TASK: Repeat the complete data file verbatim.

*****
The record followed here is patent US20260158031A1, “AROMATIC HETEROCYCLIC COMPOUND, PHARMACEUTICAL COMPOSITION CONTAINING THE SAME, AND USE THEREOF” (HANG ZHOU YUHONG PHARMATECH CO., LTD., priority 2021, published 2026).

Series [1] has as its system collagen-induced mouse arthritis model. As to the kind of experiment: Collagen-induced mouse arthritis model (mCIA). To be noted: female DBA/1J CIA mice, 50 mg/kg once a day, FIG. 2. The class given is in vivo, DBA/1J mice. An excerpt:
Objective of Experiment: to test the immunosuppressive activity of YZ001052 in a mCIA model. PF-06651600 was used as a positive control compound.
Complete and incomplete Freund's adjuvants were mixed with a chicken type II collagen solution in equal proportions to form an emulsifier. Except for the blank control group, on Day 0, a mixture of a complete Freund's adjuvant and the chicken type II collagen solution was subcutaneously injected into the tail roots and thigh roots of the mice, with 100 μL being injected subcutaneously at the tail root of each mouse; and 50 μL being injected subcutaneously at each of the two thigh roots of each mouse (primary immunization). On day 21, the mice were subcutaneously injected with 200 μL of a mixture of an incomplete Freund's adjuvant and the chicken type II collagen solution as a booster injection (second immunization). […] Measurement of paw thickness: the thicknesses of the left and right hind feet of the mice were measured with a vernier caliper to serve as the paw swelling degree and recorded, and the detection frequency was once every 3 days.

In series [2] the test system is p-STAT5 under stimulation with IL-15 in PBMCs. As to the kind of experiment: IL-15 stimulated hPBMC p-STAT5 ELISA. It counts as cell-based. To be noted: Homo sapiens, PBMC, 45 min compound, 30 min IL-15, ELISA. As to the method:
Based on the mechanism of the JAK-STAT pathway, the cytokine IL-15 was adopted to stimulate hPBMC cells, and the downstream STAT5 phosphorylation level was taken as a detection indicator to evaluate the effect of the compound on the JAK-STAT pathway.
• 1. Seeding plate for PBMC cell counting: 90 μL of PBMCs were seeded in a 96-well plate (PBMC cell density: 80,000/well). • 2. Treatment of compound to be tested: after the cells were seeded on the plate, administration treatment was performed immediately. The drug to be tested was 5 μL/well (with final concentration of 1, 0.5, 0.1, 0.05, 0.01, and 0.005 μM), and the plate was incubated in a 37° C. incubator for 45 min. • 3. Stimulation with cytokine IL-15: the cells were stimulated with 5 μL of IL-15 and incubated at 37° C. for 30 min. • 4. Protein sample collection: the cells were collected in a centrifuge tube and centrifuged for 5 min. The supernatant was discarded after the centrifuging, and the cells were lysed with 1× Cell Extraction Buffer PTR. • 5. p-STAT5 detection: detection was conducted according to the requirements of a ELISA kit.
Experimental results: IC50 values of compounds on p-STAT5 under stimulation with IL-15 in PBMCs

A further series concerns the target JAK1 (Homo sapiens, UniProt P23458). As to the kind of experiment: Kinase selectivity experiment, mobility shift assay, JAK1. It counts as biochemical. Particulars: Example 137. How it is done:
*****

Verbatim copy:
The record followed here is patent US20260158031A1, “AROMATIC HETEROCYCLIC COMPOUND, PHARMACEUTICAL COMPOSITION CONTAINING THE SAME, AND USE THEREOF” (HANG ZHOU YUHONG PHARMATECH CO., LTD., priority 2021, published 2026).

Series [1] has as its system collagen-induced mouse arthritis model. As to the kind of experiment: Collagen-induced mouse arthritis model (mCIA). To be noted: female DBA/1J CIA mice, 50 mg/kg once a day, FIG. 2. The class given is in vivo, DBA/1J mice. An excerpt:
Objective of Experiment: to test the immunosuppressive activity of YZ001052 in a mCIA model. PF-06651600 was used as a positive control compound.
Complete and incomplete Freund's adjuvants were mixed with a chicken type II collagen solution in equal proportions to form an emulsifier. Except for the blank control group, on Day 0, a mixture of a complete Freund's adjuvant and the chicken type II collagen solution was subcutaneously injected into the tail roots and thigh roots of the mice, with 100 μL being injected subcutaneously at the tail root of each mouse; and 50 μL being injected subcutaneously at each of the two thigh roots of each mouse (primary immunization). On day 21, the mice were subcutaneously injected with 200 μL of a mixture of an incomplete Freund's adjuvant and the chicken type II collagen solution as a booster injection (second immunization). […] Measurement of paw thickness: the thicknesses of the left and right hind feet of the mice were measured with a vernier caliper to serve as the paw swelling degree and recorded, and the detection frequency was once every 3 days.

In series [2] the test system is p-STAT5 under stimulation with IL-15 in PBMCs. As to the kind of experiment: IL-15 stimulated hPBMC p-STAT5 ELISA. It counts as cell-based. To be noted: Homo sapiens, PBMC, 45 min compound, 30 min IL-15, ELISA. As to the method:
Based on the mechanism of the JAK-STAT pathway, the cytokine IL-15 was adopted to stimulate hPBMC cells, and the downstream STAT5 phosphorylation level was taken as a detection indicator to evaluate the effect of the compound on the JAK-STAT pathway.
• 1. Seeding plate for PBMC cell counting: 90 μL of PBMCs were seeded in a 96-well plate (PBMC cell density: 80,000/well). • 2. Treatment of compound to be tested: after the cells were seeded on the plate, administration treatment was performed immediately. The drug to be tested was 5 μL/well (with final concentration of 1, 0.5, 0.1, 0.05, 0.01, and 0.005 μM), and the plate was incubated in a 37° C. incubator for 45 min. • 3. Stimulation with cytokine IL-15: the cells were stimulated with 5 μL of IL-15 and incubated at 37° C. for 30 min. • 4. Protein sample collection: the cells were collected in a centrifuge tube and centrifuged for 5 min. The supernatant was discarded after the centrifuging, and the cells were lysed with 1× Cell Extraction Buffer PTR. • 5. p-STAT5 detection: detection was conducted according to the requirements of a ELISA kit.
Experimental results: IC50 values of compounds on p-STAT5 under stimulation with IL-15 in PBMCs

A further series concerns the target JAK1 (Homo sapiens, UniProt P23458). As to the kind of experiment: Kinase selectivity experiment, mobility shift assay, JAK1. It counts as biochemical. Particulars: Example 137. How it is done: